#53 - A-wimoweh, a-wimoweh...

Dedicated To
Hank Medress
1938 - 2007

Added 6/25/07

Welcome back to the Electric Theatre. Please turn off all cell phones and pagers and in consideration of others, please do not talk to your neighbors while the films are in progress. Particularly since you’re probably sitting alone at a computer right now and if you start talking…well, that’d just be creepy. Should be a quick one this week so let’s get to it.


The A-Picture - 1408

It’s been a long time since we’ve seen a good movie based on Stephen King’s writing and even longer since we’ve seen one that was supposed to be scary. Happily, 1408 delivers the goods and then some. It’s a taut, well-constructed spook show that’s infinitely more interesting and quite a bit creepier than the recent glut of torture-paloozas masquerading as transgressive horror these days. John Cusack stars as an author making a living writing guidebooks to supposedly haunted landmarks and hotels. He, of course, doesn’t believe in ghosts or much of anything else since his daughter died and he abandoned his wife. When he receives an ominous postcard warning him to stay away from room 1408 of New York’s Dolphin Hotel, he can’t resist checking in. Samuel L. Jackson turns up briefly, doing his Samuel L. Jackson thing as the Dolphin’s manager. But for the most part, the whole show is Cusack and that room. Cusack is ideally cast and director Mikael Håfström tightens the screws slowly but assuredly, ratcheting up the tension bit by bit. But while it would be tempting to give Cusack and Håfström all the credit, that would shortchange the invaluable contributions of the rest of the crew, especially the top-notch set created by production designer Andrew Laws and art directors Stuart Kearns and Doug J. Meerdink. Room 1408 is the other main character and it comes alive in more ways than one. It’s been so long since we’ve seen a movie like this that it would be easy to overpraise 1408. But at least there’s something here worth praising. Genuinely scary, haunting and thoroughly entertaining, 1408 is one of the best movies so far of this tepid, overbaked summer season. (* * * ½)

Now Playing at the Hell Plaza Octoplex - Evan Almighty

2003’s Bruce Almighty was not a particularly good movie and the few laughs I got out of it were courtesy of Steve Carell as news anchor Evan Baxter. So when I heard that Carell would be taking the lead in the sorta-kinda sequel Evan Almighty, I was optimistic. More fool I, for Evan Almighty is in fact several shades worse than its predecessor. This time out, God (still played as a benevolent sadist by Morgan Freeman) commands Evan, now a congressman, to build an ark in preparation for an impending flood. It’s all cloaked in a pro-family, pro-environment message vague enough to win over even the hardest of hardcore Inconvenient Truth haters. By the time God starts messing with Evan’s physical appearance, you’ll either wonder why He’s going out of his way to make Evan look like a crazy person or, more likely, you’ll have stopped caring. Evan Almighty is the crappiest live-action comedy Disney never got around to making in the early 1970s with Carell dutifully going through the motions in the Fred MacMurray role. The best efforts of its extremely talented supporting cast, including Lauren Graham, John Goodman, John Michael Higgins, Wanda Sykes and Jonah Hill, might have been enough to save it. But everyone looks as though they realized their best efforts would be wasted here, so their A-games are left at home. Evan Almighty invokes the story of Noah but the audience feels more like they’re trapped in the Book of Job. (* ½)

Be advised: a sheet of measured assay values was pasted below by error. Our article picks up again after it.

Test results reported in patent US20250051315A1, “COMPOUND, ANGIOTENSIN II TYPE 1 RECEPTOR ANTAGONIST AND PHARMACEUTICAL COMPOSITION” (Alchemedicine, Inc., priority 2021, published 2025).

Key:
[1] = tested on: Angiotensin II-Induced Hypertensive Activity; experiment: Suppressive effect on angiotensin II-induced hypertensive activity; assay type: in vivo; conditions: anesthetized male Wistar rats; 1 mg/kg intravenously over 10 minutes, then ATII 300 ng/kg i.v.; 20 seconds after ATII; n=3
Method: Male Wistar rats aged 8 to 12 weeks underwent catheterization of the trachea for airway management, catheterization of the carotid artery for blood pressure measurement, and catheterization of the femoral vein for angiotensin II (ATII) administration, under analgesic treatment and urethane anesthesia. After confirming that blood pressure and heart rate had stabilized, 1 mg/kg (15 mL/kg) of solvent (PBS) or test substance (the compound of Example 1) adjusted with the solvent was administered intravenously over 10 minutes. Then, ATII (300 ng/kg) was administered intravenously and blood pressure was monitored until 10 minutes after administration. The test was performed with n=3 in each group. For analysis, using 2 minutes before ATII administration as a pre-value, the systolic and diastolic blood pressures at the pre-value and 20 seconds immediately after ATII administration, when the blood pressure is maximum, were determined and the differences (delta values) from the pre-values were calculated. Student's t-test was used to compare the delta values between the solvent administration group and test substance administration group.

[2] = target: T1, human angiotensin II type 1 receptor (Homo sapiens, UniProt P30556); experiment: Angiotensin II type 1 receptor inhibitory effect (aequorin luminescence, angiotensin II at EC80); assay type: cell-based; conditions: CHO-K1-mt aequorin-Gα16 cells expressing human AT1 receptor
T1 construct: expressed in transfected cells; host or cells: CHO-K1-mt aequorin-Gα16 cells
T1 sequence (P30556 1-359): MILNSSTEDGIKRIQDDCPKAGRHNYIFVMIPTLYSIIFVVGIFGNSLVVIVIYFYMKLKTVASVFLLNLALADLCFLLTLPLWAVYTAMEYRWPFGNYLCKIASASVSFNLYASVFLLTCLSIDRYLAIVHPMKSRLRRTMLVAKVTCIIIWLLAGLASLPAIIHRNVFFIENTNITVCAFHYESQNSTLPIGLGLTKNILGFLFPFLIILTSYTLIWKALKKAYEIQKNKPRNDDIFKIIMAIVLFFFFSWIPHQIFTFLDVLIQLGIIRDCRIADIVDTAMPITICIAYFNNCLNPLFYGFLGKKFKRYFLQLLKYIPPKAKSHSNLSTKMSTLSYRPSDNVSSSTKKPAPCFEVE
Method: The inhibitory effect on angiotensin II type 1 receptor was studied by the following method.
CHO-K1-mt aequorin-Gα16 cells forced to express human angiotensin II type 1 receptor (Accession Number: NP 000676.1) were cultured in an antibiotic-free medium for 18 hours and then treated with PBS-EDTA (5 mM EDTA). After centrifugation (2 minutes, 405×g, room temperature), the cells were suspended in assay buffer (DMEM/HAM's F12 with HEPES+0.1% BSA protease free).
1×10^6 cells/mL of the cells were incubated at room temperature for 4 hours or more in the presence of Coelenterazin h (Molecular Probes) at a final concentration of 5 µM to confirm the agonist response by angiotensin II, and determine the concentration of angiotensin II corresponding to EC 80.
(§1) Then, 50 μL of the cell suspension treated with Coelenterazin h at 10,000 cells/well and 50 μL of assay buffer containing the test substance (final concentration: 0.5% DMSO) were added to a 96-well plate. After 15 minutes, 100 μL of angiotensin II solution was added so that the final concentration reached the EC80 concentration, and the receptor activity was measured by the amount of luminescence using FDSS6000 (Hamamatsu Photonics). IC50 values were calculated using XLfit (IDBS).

John Byrum’s Inserts is a film that probably could only have been made in the 70s but it’s been all but forgotten in the wake of that decade’s better-known classics. That’s a shame because it’s well worth seeking out. Richard Dreyfuss stars as a washed-up silent filmmaker referred to only as the Boy Wonder. He lives in isolation in a Hollywood mansion slated for destruction to make way for a freeway, churning out stag films for sleazy money-man Bob Hoskins. The entire movie takes place in that house and the cast is limited to five, including Veronica Cartwright, Jessica Harper and Stephen Davies as a dumber-than-dirt actor called Rex, the Wonder Dog. Because of this, Inserts feels very much like a play although its use of the camera makes it difficult to imagine how it could work on stage. Not entirely successful and filled top to bottom with explicit sexuality that will likely discomfort some, Inserts is still an underrated, often fascinating comedy-drama that does a fine job capturing the period and boasts five excellent performances by its outstanding cast. (* * *)

The Russians Are Coming, The Russians Are Coming

Alan Arkin’s recent Oscar win rekindled my interest in catching this dated but frequently very funny curio. A Russian sub accidentally runs aground on a New England island during the off-season. Its crew desperately tries to secure a boat to tow them off the reef without arousing the locals and starting World War III. Arkin is terrific and funny bits are contributed by Carl Reiner, Jonathan Winters, and the great Brian Keith. Norman Jewison’s direction is a bit too restrained for the madcap material and a subplot with Russian sailor John Phillip Law falling for an American girl (played by blank slate Andrea Dromm) goes nowhere slowly. But at its best, this is fun, entertaining stuff, a reminder of a style of comedy that has vanished from filmmaking. (* * *)

Your pal,